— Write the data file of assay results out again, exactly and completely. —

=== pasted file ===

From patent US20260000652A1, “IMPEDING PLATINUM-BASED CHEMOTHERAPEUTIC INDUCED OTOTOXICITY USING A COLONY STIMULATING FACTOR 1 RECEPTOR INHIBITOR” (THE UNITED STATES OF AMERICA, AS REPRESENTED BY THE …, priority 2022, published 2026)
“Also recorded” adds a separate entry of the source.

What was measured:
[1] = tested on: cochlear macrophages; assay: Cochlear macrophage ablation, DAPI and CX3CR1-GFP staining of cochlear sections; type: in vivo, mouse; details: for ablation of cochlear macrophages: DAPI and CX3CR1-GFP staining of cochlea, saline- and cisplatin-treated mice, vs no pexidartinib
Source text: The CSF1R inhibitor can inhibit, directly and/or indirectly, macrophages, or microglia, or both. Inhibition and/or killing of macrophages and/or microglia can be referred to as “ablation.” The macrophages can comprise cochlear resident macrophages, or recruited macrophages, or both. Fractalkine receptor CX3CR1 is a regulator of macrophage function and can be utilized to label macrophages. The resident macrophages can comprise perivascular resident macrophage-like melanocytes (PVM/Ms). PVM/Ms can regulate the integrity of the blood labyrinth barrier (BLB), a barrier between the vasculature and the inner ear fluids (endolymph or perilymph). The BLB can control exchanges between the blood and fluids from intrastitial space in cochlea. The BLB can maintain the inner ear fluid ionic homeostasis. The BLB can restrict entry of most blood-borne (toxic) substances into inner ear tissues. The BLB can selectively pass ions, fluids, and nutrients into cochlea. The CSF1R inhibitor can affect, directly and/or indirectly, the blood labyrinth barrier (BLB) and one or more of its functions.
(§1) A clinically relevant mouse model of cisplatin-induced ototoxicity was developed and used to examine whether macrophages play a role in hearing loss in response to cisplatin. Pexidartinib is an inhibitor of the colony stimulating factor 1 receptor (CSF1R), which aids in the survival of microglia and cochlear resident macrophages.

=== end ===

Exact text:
From patent US20260000652A1, “IMPEDING PLATINUM-BASED CHEMOTHERAPEUTIC INDUCED OTOTOXICITY USING A COLONY STIMULATING FACTOR 1 RECEPTOR INHIBITOR” (THE UNITED STATES OF AMERICA, AS REPRESENTED BY THE …, priority 2022, published 2026)
“Also recorded” adds a separate entry of the source.

What was measured:
[1] = tested on: cochlear macrophages; assay: Cochlear macrophage ablation, DAPI and CX3CR1-GFP staining of cochlear sections; type: in vivo, mouse; details: for ablation of cochlear macrophages: DAPI and CX3CR1-GFP staining of cochlea, saline- and cisplatin-treated mice, vs no pexidartinib
Source text: The CSF1R inhibitor can inhibit, directly and/or indirectly, macrophages, or microglia, or both. Inhibition and/or killing of macrophages and/or microglia can be referred to as “ablation.” The macrophages can comprise cochlear resident macrophages, or recruited macrophages, or both. Fractalkine receptor CX3CR1 is a regulator of macrophage function and can be utilized to label macrophages. The resident macrophages can comprise perivascular resident macrophage-like melanocytes (PVM/Ms). PVM/Ms can regulate the integrity of the blood labyrinth barrier (BLB), a barrier between the vasculature and the inner ear fluids (endolymph or perilymph). The BLB can control exchanges between the blood and fluids from intrastitial space in cochlea. The BLB can maintain the inner ear fluid ionic homeostasis. The BLB can restrict entry of most blood-borne (toxic) substances into inner ear tissues. The BLB can selectively pass ions, fluids, and nutrients into cochlea. The CSF1R inhibitor can affect, directly and/or indirectly, the blood labyrinth barrier (BLB) and one or more of its functions.
(§1) A clinically relevant mouse model of cisplatin-induced ototoxicity was developed and used to examine whether macrophages play a role in hearing loss in response to cisplatin. Pexidartinib is an inhibitor of the colony stimulating factor 1 receptor (CSF1R), which aids in the survival of microglia and cochlear resident macrophages.